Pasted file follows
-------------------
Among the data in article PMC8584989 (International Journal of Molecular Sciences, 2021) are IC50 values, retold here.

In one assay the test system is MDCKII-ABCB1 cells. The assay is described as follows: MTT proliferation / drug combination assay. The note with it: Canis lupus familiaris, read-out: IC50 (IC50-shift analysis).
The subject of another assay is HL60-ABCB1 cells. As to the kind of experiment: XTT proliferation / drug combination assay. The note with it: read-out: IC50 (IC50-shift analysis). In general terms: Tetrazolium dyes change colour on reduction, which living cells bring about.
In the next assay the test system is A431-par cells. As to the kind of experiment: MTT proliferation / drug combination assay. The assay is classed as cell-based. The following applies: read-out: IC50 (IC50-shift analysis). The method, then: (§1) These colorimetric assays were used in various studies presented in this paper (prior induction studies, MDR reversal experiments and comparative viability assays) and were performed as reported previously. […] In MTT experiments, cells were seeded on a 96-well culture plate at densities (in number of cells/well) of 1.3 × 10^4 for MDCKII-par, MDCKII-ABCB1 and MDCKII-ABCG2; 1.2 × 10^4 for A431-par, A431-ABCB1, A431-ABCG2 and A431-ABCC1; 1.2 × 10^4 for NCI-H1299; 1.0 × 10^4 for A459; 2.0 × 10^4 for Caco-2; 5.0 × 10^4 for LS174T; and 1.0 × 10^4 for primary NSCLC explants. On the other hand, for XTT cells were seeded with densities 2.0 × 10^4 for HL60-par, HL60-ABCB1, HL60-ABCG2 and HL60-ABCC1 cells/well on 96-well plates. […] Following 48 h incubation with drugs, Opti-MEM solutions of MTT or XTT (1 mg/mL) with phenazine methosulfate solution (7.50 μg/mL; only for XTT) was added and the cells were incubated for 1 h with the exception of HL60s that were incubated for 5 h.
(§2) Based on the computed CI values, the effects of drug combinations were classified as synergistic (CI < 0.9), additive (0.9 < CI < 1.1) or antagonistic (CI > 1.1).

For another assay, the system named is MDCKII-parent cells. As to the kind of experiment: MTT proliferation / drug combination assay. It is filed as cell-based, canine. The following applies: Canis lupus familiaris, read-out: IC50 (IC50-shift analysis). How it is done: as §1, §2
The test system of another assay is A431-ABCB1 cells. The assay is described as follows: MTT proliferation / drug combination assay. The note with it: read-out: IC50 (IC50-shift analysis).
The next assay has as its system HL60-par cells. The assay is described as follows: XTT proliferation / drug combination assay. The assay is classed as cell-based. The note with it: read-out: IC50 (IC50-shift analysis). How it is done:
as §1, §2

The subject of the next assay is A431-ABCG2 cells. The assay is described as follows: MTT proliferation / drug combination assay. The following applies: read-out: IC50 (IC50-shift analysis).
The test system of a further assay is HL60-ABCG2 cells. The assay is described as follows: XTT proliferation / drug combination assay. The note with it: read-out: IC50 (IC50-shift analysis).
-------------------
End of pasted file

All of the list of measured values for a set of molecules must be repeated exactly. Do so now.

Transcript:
Among the data in article PMC8584989 (International Journal of Molecular Sciences, 2021) are IC50 values, retold here.

In one assay the test system is MDCKII-ABCB1 cells. The assay is described as follows: MTT proliferation / drug combination assay. The note with it: Canis lupus familiaris, read-out: IC50 (IC50-shift analysis).
The subject of another assay is HL60-ABCB1 cells. As to the kind of experiment: XTT proliferation / drug combination assay. The note with it: read-out: IC50 (IC50-shift analysis). In general terms: Tetrazolium dyes change colour on reduction, which living cells bring about.
In the next assay the test system is A431-par cells. As to the kind of experiment: MTT proliferation / drug combination assay. The assay is classed as cell-based. The following applies: read-out: IC50 (IC50-shift analysis). The method, then: (§1) These colorimetric assays were used in various studies presented in this paper (prior induction studies, MDR reversal experiments and comparative viability assays) and were performed as reported previously. […] In MTT experiments, cells were seeded on a 96-well culture plate at densities (in number of cells/well) of 1.3 × 10^4 for MDCKII-par, MDCKII-ABCB1 and MDCKII-ABCG2; 1.2 × 10^4 for A431-par, A431-ABCB1, A431-ABCG2 and A431-ABCC1; 1.2 × 10^4 for NCI-H1299; 1.0 × 10^4 for A459; 2.0 × 10^4 for Caco-2; 5.0 × 10^4 for LS174T; and 1.0 × 10^4 for primary NSCLC explants. On the other hand, for XTT cells were seeded with densities 2.0 × 10^4 for HL60-par, HL60-ABCB1, HL60-ABCG2 and HL60-ABCC1 cells/well on 96-well plates. […] Following 48 h incubation with drugs, Opti-MEM solutions of MTT or XTT (1 mg/mL) with phenazine methosulfate solution (7.50 μg/mL; only for XTT) was added and the cells were incubated for 1 h with the exception of HL60s that were incubated for 5 h.
(§2) Based on the computed CI values, the effects of drug combinations were classified as synergistic (CI < 0.9), additive (0.9 < CI < 1.1) or antagonistic (CI > 1.1).

For another assay, the system named is MDCKII-parent cells. As to the kind of experiment: MTT proliferation / drug combination assay. It is filed as cell-based, canine. The following applies: Canis lupus familiaris, read-out: IC50 (IC50-shift analysis). How it is done: as §1, §2
The test system of another assay is A431-ABCB1 cells. The assay is described as follows: MTT proliferation / drug combination assay. The note with it: read-out: IC50 (IC50-shift analysis).
The next assay has as its system HL60-par cells. The assay is described as follows: XTT proliferation / drug combination assay. The assay is classed as cell-based. The note with it: read-out: IC50 (IC50-shift analysis). How it is done:
as §1, §2

The subject of the next assay is A431-ABCG2 cells. The assay is described as follows: MTT proliferation / drug combination assay. The following applies: read-out: IC50 (IC50-shift analysis).
The test system of a further assay is HL60-ABCG2 cells. The assay is described as follows: XTT proliferation / drug combination assay. The note with it: read-out: IC50 (IC50-shift analysis).